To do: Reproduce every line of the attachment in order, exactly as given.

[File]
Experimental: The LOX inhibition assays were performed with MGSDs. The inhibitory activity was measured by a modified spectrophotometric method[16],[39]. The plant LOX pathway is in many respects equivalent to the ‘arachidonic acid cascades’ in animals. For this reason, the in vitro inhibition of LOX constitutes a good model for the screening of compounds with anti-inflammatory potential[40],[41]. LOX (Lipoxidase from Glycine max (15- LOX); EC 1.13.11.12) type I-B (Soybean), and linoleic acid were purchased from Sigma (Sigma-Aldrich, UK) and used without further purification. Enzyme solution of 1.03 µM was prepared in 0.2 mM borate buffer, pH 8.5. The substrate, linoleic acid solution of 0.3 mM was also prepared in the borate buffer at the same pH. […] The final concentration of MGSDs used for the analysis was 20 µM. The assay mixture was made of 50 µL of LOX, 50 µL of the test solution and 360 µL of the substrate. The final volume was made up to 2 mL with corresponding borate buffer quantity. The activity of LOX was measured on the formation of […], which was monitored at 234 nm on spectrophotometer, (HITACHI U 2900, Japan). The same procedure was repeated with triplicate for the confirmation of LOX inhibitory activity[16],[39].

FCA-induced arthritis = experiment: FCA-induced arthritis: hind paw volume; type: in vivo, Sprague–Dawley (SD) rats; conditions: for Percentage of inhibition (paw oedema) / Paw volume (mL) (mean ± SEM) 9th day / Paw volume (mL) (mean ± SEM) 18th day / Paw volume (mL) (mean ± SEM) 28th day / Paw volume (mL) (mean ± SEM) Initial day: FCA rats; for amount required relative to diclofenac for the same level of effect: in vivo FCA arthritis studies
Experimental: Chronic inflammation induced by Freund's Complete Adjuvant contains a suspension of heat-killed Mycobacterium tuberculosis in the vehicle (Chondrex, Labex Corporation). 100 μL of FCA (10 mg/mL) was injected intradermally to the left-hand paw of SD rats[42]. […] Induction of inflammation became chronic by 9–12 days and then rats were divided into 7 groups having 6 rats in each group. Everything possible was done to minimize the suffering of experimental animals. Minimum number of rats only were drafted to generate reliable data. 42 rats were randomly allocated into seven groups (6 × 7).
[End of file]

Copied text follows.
Experimental: The LOX inhibition assays were performed with MGSDs. The inhibitory activity was measured by a modified spectrophotometric method[16],[39]. The plant LOX pathway is in many respects equivalent to the ‘arachidonic acid cascades’ in animals. For this reason, the in vitro inhibition of LOX constitutes a good model for the screening of compounds with anti-inflammatory potential[40],[41]. LOX (Lipoxidase from Glycine max (15- LOX); EC 1.13.11.12) type I-B (Soybean), and linoleic acid were purchased from Sigma (Sigma-Aldrich, UK) and used without further purification. Enzyme solution of 1.03 µM was prepared in 0.2 mM borate buffer, pH 8.5. The substrate, linoleic acid solution of 0.3 mM was also prepared in the borate buffer at the same pH. […] The final concentration of MGSDs used for the analysis was 20 µM. The assay mixture was made of 50 µL of LOX, 50 µL of the test solution and 360 µL of the substrate. The final volume was made up to 2 mL with corresponding borate buffer quantity. The activity of LOX was measured on the formation of […], which was monitored at 234 nm on spectrophotometer, (HITACHI U 2900, Japan). The same procedure was repeated with triplicate for the confirmation of LOX inhibitory activity[16],[39].

FCA-induced arthritis = experiment: FCA-induced arthritis: hind paw volume; type: in vivo, Sprague–Dawley (SD) rats; conditions: for Percentage of inhibition (paw oedema) / Paw volume (mL) (mean ± SEM) 9th day / Paw volume (mL) (mean ± SEM) 18th day / Paw volume (mL) (mean ± SEM) 28th day / Paw volume (mL) (mean ± SEM) Initial day: FCA rats; for amount required relative to diclofenac for the same level of effect: in vivo FCA arthritis studies
Experimental: Chronic inflammation induced by Freund's Complete Adjuvant contains a suspension of heat-killed Mycobacterium tuberculosis in the vehicle (Chondrex, Labex Corporation). 100 μL of FCA (10 mg/mL) was injected intradermally to the left-hand paw of SD rats[42]. […] Induction of inflammation became chronic by 9–12 days and then rats were divided into 7 groups having 6 rats in each group. Everything possible was done to minimize the suffering of experimental animals. Minimum number of rats only were drafted to generate reliable data. 42 rats were randomly allocated into seven groups (6 × 7).